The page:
Beagle Breed Origins and Caracteristics

When hunting with tracking was in fashion, dogs that chased the prey in packs followed by horse-riders were raised. Most of these dogs were raised for a large game hunting and fox hunt. But the rabbit hunt through tracking, for which the smallest dogs are the best, and they also have great popularity. The smallest breed used in packs is the Beagle. The smallest breed used in packs is the Beagle. According to the chronicles, Henry VII had these dogs in his kennel. No doubt the Beagle is one of the dogs of packs which history can be followed easily from mid 18th century, when it passed from France to England, up to our days. It was crossed with the Foxhound and the French Basset and thus this breed was born with a fine sense of smell and it follows the prey with a loud vocal force and prodigious tenacity.

The Beagle is much appreciated because it is pacific and it can be dominated without problems even in the great pack. Therefore, it was adapted as a pet dog, because it was an intelligent and nice companion. Since many years, due to its character and its physiological qualities, it is used as a lab animal. Nowadays, both in the United States and England and France, there are rabbit hunting packs. These are the countries where this dog is popular.

During centuries, different types of Beagles of great size were raised. It was in the 20th century when the big type got fixed. This type gradually became an independent breed called Harrier.

Beagle (1). Size: 33-40 cm. The weight is not indicated in the standards. Colors: one-color, purplish or with yellow, orange, red, blue or black patches over a white background in combination but always with a white-tipped tail. Generally, the dogs have three colors (1). Although the most common, the beagles, have straight hair, there are rare specimens which hair is hard and its coat is very dense and threadbare.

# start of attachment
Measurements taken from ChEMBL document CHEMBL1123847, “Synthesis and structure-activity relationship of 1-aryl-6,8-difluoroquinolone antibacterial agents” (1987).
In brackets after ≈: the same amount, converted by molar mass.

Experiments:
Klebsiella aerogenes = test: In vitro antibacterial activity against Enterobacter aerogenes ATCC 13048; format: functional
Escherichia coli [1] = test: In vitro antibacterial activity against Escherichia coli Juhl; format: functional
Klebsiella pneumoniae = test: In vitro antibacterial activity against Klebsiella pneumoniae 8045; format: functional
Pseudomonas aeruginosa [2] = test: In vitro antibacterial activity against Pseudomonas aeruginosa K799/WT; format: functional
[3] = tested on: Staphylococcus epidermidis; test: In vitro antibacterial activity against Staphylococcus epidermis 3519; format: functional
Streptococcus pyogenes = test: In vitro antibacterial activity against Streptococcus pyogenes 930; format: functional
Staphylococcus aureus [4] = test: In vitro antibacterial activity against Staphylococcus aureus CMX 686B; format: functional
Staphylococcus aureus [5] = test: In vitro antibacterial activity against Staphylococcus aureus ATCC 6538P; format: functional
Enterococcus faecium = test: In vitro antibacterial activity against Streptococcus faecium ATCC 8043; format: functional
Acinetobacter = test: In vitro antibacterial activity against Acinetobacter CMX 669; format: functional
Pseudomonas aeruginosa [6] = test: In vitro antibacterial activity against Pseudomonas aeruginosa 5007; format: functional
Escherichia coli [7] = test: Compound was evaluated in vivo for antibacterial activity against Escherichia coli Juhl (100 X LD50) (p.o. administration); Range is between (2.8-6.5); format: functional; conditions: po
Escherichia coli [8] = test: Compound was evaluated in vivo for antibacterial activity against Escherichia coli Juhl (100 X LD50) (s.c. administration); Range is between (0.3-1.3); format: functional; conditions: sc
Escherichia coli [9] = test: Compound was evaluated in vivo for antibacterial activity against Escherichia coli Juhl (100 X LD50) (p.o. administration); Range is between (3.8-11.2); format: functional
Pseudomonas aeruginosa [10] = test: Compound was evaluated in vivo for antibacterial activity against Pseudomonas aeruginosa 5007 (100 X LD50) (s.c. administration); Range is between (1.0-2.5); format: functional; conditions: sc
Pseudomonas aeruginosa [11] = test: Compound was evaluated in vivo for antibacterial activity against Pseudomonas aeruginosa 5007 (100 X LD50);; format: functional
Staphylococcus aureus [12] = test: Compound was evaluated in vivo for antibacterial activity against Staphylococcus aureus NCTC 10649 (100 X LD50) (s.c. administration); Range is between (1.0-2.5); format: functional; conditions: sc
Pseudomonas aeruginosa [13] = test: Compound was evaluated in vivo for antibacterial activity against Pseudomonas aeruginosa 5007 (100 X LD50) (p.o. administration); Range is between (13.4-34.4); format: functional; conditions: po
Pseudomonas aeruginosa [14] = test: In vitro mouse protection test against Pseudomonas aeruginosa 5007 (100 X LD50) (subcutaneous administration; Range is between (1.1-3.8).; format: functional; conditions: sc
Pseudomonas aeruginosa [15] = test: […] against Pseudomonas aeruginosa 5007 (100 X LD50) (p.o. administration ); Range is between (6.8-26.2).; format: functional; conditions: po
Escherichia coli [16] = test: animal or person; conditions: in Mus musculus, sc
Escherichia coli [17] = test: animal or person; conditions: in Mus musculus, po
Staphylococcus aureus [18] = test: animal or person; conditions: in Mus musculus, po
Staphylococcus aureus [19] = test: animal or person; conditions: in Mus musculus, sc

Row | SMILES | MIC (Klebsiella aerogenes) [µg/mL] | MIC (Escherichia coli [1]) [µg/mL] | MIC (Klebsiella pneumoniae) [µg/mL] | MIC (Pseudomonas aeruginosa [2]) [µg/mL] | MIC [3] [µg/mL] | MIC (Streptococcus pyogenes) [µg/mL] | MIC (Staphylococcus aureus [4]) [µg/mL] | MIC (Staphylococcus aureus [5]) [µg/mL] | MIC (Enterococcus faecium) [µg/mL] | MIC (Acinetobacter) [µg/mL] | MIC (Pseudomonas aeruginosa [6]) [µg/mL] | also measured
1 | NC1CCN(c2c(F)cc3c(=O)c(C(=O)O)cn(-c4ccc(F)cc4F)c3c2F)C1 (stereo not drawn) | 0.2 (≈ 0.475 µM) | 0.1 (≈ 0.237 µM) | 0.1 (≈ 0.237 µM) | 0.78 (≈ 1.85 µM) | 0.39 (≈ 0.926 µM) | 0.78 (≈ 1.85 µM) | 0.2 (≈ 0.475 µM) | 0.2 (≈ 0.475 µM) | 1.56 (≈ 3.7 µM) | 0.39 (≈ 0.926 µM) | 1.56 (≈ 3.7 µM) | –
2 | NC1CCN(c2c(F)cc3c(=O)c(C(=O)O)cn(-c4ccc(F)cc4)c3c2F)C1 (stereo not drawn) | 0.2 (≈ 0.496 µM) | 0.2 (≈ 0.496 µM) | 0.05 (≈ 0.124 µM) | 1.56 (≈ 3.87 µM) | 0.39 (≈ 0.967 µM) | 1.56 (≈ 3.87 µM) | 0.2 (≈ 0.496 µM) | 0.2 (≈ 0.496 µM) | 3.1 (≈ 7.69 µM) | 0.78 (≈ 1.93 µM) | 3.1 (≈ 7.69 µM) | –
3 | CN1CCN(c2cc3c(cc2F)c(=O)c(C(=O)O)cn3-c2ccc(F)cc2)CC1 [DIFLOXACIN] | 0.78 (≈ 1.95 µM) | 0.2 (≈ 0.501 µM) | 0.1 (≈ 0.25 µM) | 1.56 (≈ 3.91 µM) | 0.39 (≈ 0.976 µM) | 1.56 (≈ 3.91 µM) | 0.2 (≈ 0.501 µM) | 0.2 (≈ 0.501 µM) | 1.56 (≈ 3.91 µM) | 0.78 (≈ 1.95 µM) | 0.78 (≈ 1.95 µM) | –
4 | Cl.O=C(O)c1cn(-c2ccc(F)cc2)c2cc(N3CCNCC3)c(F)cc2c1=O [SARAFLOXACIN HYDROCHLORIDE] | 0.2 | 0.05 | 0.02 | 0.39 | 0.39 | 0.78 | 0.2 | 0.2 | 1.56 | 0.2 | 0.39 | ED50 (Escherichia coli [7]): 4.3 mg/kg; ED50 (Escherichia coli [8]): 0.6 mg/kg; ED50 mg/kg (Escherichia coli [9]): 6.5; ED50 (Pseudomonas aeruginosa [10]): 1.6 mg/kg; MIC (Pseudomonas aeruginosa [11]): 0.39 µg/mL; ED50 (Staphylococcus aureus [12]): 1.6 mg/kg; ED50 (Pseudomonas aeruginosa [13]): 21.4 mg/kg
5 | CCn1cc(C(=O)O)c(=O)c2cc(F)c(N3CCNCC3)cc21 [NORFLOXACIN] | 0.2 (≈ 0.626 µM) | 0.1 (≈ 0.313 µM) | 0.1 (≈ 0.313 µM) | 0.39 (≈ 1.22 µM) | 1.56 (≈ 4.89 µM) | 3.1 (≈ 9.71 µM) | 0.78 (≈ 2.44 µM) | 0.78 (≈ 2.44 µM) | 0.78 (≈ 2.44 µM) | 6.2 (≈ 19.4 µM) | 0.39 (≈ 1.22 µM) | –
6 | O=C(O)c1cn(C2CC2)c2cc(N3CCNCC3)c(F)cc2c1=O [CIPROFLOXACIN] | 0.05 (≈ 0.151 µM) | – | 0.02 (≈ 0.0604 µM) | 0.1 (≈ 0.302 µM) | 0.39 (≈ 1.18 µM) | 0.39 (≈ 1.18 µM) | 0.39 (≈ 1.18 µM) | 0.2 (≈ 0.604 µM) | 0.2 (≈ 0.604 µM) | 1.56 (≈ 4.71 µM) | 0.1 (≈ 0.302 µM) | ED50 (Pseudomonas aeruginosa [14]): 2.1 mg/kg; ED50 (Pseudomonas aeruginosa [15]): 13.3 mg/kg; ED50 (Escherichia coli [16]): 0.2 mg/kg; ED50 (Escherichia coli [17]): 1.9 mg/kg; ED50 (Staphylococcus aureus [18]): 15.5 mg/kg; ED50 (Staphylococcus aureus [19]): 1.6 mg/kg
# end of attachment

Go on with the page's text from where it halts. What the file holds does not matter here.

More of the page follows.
Harrier. Size: 48-53 cm. Weight: 25 kg approximately. Color: white with patches of all the tonalities, black to orange. The most common are the dogs with dark purplish patches over a white background. There are also dogs that have a patch that extends all over the back (2). The tip of tail is also white.

Dog Breeds Descriptions by Breed Neapolitan Mastiff Tibetan Mastiff Mastiff German Shepherd Groendaell or Belgian Shepherd Collie Shetland Shepherd, Shetland or Sheltie Bobtail Pembroke Welsh Corgi Briard or Brie shepherd Pumi Affenpinscher or Monkey Pinscher Doberman Miniature Pinscher Schnauzer Boxer Bulldog Bullmastiff German Mastiff or Great Dane Bordeaux Mastiff Mastiff or English Mastiff Neapolitan Mastiff Rottweiler Hovawart Leonberger Pyrenean Mastiff Newfoundland Saint Bernard Great Swiss Mountain Dog Airedale Terrier Bedlington Border Terrier Fox Terrier Irish Terrier Jagdterrier or German Terrier Lakeland Terrier Manchester Terrier Welsh Terrier Dandie Dinmont Terrier Norwich Terrier Scottish Terrier Sealyham Terrier Skye Terrier West Highland White Terrier Boston Terrier Bull Terrier Yorkshire Terrier Kerry Blue Terrier Teckel Siberian Husky Alaskan Malamute Spitz Chow-Chow Basenji St. Hubert Hound or Bloodhound Foxhound Beagle Basset Hound Bavarian Red Dog German Short-Haired Pointer Stichelhaar, Pudelpointer and Spinone Weimar Pointer Hungarian Pointer or Viszla Large Munsterlander Brittany Spaniel Pointer English Setter Gordon Setter Labrador Retriever Golden Retriever Wachtelhund American Cocker Rhodesian Ridgeback Cocker Clumber Spaniel Springer Spaniel Irish Water Spaniel Maltese Caniche or Poodle Belgian Griffon Hairless Dogs Lhassa Apso Shih Tsu Chihuahua Dalmatian King Charles Knight King Charles Spaniel Chin or Japanese Spaniel The Pekinese Spaniel French Bulldog Pug Barzoï Whippet